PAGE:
antivivisection


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antivivisection

(ˌæntɪˌvɪvɪˈsɛkʃən)
adj
(Zoology) opposed to the act or practice or performing experiments on living animals, involving cutting into or dissecting the body
Translations

antivivisection

[ˈæntɪˌvɪvɪˈsekʃən]
A. Nantiviviseccionismo m
B. CPD antivivisection movement Nmovimiento m antiviviseccionista
References in periodicals archive ?
National Antivivisection Society, Chicago, United States (2016).
The National AntiVivisection Society (NAVS) describe the day as an "international day of commemoration" for animals in laboratories.
For example, besides the role of women, legal persecutions, educational standards, professionalization, and antivivisection and antivaccination issues, it would have been equally helpful if Cayleff had emphasized more the actual physician/patient relationship, the medical dialogue, the understanding of the role of the placebo effect, and the preferred treatments that evolved over time.
It is based on a stark human-animal dualism that was contested by philosophers even as it was being proposed, and it seems to undercut the motivation of animal care embodied in antivivisection legislation.
Anti-French Discourse in the Nineteenth-century British Antivivisection Movement
SO, the Antivivisection Coalition would like Newcastle University to listen to the public.
Kreilkamp's reading of Wuthering Heights and domestic pet-keeping in relation to the rise of British anti-cruelty and antivivisection movements proposes that the biopolitical aim of the novel form is ultimately "to place the reader herself on the operating table," that is, to make readers sympathetically feel the unbearable pain of animal vivisection (106).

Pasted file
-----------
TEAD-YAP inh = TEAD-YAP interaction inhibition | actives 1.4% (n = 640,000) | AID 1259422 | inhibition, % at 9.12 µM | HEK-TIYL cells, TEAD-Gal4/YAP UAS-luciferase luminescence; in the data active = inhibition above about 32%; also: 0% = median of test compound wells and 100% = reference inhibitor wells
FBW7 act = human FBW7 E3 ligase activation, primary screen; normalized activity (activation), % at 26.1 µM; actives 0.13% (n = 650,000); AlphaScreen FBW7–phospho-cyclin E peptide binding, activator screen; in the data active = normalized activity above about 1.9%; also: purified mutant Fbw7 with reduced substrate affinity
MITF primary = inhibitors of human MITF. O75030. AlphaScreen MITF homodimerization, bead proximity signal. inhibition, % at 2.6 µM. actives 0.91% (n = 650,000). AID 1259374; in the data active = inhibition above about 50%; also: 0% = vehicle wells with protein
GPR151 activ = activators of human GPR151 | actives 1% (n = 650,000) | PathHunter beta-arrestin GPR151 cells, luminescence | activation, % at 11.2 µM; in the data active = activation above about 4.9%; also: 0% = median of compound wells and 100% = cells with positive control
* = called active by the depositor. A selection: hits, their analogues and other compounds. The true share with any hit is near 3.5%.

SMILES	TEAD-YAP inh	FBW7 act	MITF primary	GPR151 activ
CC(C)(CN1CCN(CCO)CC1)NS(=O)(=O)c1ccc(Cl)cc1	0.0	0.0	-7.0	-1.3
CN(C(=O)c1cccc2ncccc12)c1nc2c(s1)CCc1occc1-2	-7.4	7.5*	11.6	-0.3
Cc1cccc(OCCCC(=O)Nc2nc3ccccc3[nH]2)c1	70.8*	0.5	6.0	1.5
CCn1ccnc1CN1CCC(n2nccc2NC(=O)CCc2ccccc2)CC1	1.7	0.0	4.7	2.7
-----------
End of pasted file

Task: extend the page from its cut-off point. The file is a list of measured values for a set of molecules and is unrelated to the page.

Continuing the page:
THE number of animals being used in scientific experiments surged to more than 50,000 in Wales last year, sparking condemnation from antivivisection campaigners.
The narrator's derisory epithet for Bradshaw, "the priest of science" (92), echoes the term "the new priesthood" commonly deployed by Victorian antivivisection feminists to denounce experimental physiologists for their cruelty toward animals and other living subjects.
Some of his 'Frankenstein-type' experiments caused rage with antivivisection supporters who demonstrated outside the Rockefeller Institute, calling for legislation to be passed to halt experiments on animals (Cusimano et al 1984).
(39) Throughout the period in which Rossetti was composing and publishing "Goblin Market" she had resumed her friendships with the Langham Place feminists, including Barbara Bodichon; she also began ministering to the needs of the inmates at Highgate; supporting antivivisection efforts, and counting among her acquaintances the organizers of a Factory Girls' Club.
Beginning in the 1890s, she and her husband, Herbert Ward, aligned themselves with the antivivisection movement in Massachusetts, then a leading center of animal rights activism.